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AIM

10/12/17

7−6−1

Safety, Accident, and Hazard Reports

Section 6. Safety, Accident, and Hazard Reports

7−6−1. Aviation Safety Reporting Program

a. The FAA has established a voluntary Aviation

Safety Reporting Program designed to stimulate the

free and unrestricted flow of information concerning

deficiencies and discrepancies in the aviation system.

This is a positive program intended to ensure the

safest possible system by identifying and correcting

unsafe conditions before they lead to accidents. The

primary objective of the program is to obtain

information to evaluate and enhance the safety and

efficiency of the present system.

b. This cooperative safety reporting program

invites pilots, controllers, flight attendants, mainte-

nance personnel and other users of the airspace

system, or any other person, to file written reports of

actual or potential discrepancies and deficiencies

involving the safety of aviation operations. The

operations covered by the program include departure,

en route, approach, and landing operations and

procedures, air traffic control procedures and

equipment, crew and air traffic control communica-

tions, aircraft cabin operations, aircraft movement on

the airport, near midair collisions, aircraft mainte-

nance and record keeping and airport conditions or

services.

c. The report should give the date, time, location,

persons and aircraft involved (if applicable), nature

of the event, and all pertinent details.

d. To ensure receipt of this information, the

program provides for the waiver of certain

disciplinary actions against persons, including pilots

and air traffic controllers, who file timely written

reports concerning potentially unsafe incidents. To be

considered timely, reports must be delivered or

postmarked within 10 days of the incident unless that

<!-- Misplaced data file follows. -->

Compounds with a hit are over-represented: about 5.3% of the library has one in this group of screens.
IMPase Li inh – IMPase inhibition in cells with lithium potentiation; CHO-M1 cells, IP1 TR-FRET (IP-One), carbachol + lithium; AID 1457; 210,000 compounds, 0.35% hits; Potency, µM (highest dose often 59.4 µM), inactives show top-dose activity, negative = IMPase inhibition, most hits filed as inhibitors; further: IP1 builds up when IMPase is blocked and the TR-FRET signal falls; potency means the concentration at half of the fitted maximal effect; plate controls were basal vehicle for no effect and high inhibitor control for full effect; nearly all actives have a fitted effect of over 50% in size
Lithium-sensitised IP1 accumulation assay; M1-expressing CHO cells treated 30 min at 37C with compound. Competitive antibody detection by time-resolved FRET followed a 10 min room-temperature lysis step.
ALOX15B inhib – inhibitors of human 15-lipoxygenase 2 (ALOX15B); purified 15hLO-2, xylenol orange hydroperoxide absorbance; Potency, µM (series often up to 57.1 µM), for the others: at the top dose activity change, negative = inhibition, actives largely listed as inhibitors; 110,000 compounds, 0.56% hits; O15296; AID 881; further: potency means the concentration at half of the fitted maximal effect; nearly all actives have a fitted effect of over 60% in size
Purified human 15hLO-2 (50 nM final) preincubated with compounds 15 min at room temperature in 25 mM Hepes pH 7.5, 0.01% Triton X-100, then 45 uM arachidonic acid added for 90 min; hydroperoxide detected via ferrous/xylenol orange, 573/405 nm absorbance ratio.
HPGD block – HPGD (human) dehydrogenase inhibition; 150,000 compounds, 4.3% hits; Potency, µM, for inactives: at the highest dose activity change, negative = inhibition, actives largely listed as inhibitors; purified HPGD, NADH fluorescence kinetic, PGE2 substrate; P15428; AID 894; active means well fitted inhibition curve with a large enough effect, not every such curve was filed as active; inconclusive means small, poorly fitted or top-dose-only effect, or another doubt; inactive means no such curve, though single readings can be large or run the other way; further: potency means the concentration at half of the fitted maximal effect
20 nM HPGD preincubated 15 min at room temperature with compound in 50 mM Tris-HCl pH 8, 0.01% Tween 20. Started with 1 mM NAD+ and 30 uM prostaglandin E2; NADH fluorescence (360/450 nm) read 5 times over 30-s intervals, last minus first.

period is extended for good cause. Reports should be

submitted on NASA ARC Forms 277, which are

available free of charge, postage prepaid, at FAA

Flight Standards District Offices and Flight Service

Stations, and from NASA, ASRS, PO Box 189,

Moffet Field, CA  94035.

e. The FAA utilizes the National Aeronautics and

Space Administration (NASA) to act as an

independent third party to receive and analyze reports

submitted under the program. This program is

described in AC 00−46, Aviation Safety Reporting

Program.

7−6−2. Aircraft Accident and Incident

Reporting

a. Occurrences Requiring Notification. The

operator of an aircraft must immediately, and by the

most expeditious means available, notify the nearest

National Transportation Safety Board (NTSB) Field

Office when:

1. An aircraft accident or any of the following

listed incidents occur:

(a) Flight control system malfunction or

failure.

(b) Inability of any required flight crew

member to perform their normal flight duties as a

result of injury or illness.

(c) Failure of structural components of a

turbine engine excluding compressor and turbine

blades and vanes.

(d) Inflight fire.
(e) Aircraft collide in flight.
(f) Damage to property, other than the

aircraft, estimated to exceed $25,000 for repair

(including materials and labor) or fair market value in

the event of total loss, whichever is less.

(g) For large multi-engine aircraft (more than

12,500 pounds maximum certificated takeoff

weight):

(1) Inflight failure of electrical systems

which requires the sustained use of an emergency bus

powered by a back-up source such as a battery,

auxiliary power unit, or air-driven generator to retain

flight control or essential instruments;

(2) Inflight failure of hydraulic systems

that results in sustained reliance on the sole remaining

hydraulic or mechanical system for movement of

flight control surfaces;

(3) Sustained loss of the power or thrust

produced by two or more engines; and

(4) An evacuation of aircraft in which an

emergency egress system is utilized.